The offering of a cup of tea is a universal sign of good will. Across all cultures, there’s just something about the sharing of that particular beverage that acts as a signifier of friendship, whether the drinkers are new acquaintances or longtime friends. That’s why, when Circa 1857 owners and newlyweds Garrett Kemp and Luke Lognion decided to bring their new concept, a gift and souvenir shop named Brass, to downtown Baton Rouge, a tea bar was non-negotiable.
Hoping to attract both residents and visitors alike, the idea is that the shop will not only provide a much-needed dose of retail to North Boulevard but also give everyone the chance to bond over the work of Louisiana artisans while enjoying a drink served up by Lognion himself.
“There are so many cruise ships that come through here weekly, not to mention conventions and conferences at the River Center,” says Kemp. “Those people are looking for something to do and a place to get something to remember their trip. We want to give them that opportunity, but also give them an experience.”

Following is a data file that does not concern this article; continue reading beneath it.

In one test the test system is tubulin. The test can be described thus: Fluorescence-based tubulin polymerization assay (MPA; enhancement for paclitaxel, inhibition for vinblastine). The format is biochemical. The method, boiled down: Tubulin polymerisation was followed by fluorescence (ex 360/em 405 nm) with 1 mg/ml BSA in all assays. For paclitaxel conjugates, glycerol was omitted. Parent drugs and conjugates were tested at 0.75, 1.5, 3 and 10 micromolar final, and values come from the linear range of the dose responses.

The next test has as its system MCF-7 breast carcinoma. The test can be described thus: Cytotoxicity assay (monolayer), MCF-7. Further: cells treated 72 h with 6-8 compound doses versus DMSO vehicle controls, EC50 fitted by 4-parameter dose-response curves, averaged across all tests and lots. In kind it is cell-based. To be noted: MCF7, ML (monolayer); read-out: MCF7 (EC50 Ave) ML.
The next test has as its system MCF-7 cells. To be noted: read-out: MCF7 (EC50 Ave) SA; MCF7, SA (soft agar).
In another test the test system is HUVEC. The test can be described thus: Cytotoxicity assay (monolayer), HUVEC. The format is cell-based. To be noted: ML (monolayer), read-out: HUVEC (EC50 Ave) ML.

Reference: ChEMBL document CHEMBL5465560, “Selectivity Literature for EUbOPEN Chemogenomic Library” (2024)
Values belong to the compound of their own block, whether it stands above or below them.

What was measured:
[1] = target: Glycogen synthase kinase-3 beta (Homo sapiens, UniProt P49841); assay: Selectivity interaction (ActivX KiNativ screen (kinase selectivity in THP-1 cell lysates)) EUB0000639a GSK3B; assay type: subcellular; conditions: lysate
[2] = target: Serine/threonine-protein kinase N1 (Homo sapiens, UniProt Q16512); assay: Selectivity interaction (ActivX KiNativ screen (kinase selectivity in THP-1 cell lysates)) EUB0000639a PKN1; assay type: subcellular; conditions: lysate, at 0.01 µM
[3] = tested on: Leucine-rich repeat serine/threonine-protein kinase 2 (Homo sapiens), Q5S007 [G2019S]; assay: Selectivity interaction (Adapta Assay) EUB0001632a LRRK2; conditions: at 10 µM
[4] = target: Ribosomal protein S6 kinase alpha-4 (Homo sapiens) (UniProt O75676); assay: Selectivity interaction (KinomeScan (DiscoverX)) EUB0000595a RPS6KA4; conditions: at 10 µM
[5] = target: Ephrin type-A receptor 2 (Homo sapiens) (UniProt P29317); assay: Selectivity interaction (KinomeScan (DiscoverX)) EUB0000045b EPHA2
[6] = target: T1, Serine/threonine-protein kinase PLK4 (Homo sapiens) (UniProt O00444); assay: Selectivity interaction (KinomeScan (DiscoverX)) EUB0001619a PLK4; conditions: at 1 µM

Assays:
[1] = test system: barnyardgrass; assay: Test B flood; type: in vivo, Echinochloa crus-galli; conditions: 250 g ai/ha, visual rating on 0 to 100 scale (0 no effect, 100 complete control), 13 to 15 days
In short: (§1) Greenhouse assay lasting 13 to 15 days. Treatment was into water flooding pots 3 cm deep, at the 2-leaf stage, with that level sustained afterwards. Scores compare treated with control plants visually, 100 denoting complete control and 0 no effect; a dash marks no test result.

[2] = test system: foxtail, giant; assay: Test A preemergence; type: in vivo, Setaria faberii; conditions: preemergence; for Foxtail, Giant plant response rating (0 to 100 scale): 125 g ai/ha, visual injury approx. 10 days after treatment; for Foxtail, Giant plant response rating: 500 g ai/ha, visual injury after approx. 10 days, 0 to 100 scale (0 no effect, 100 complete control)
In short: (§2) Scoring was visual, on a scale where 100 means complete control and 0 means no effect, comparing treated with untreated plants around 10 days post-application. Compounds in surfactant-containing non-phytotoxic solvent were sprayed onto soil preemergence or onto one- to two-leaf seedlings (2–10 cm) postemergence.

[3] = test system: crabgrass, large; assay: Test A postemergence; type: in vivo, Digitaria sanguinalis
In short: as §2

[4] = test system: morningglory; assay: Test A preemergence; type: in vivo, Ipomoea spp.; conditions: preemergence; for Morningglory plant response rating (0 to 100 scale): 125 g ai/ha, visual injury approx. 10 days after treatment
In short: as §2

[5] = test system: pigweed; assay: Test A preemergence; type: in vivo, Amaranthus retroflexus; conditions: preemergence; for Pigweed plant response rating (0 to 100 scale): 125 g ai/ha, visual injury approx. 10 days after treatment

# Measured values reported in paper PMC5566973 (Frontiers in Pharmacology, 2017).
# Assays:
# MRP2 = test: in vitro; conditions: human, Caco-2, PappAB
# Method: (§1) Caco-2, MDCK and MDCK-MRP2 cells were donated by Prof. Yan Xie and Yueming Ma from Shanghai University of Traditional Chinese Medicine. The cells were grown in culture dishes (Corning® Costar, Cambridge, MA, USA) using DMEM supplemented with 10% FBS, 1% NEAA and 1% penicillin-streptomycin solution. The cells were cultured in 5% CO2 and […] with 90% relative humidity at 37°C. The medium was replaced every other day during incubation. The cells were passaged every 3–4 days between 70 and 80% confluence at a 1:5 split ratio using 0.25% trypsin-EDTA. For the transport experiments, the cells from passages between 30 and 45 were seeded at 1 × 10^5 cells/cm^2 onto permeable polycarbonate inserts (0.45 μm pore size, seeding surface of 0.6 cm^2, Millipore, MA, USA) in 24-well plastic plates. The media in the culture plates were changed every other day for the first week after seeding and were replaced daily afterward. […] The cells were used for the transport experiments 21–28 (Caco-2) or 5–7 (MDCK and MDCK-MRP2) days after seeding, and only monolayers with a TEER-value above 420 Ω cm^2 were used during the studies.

Opening on December 1 just in time for the holidays, the shop takes cues from its sister store Circa 1857 with antiques acting as the display cases. And while Kemp and Lognion are leaning into some of the typical souvenirs that people know and love—think postcards and shot glasses—they’re also planning to showcase the one-of-a-kind work of local artists and makers. The reason for this is twofold: to give tourists an authentic look at what Louisiana has to offer and to engage Baton Rougeans in the shop’s offerings.
“We needed things to pull in the everyday people, not just tourists,” Lognion says. “We’re going to have items that are easy things for people to stop in and grab if they need a last-minute gift or just something for themselves.”
But Kemp and Lognion’s new venture goes far beyond the shop’s inventory. By opening Brass on North Boulevard among a sea of restaurants, offices and museums, the couple is hoping to start a retail revival in the area.
“We recognized that there was no retail downtown. It’s a completely open market,” Kemp explains, noting the charming, shop-filled downtowns that are hallmarks of many other cities across the South. “We want to be the catalyst for more retail in this area. I think people just need to see that it can be successful.”
Kemp and Lognion are celebrating the launch of the store, along with the official start to the holiday season, with an all-day grand opening party on December 4. Moving forward, the pair aim to have the store open extended hours to coincide with downtown’s many events, from the Festival of Lights to Red Stick Revelry to Live After Five.
“There is so much potential here,” Kemp says. “We’re glad to be part of this new phase for downtown.”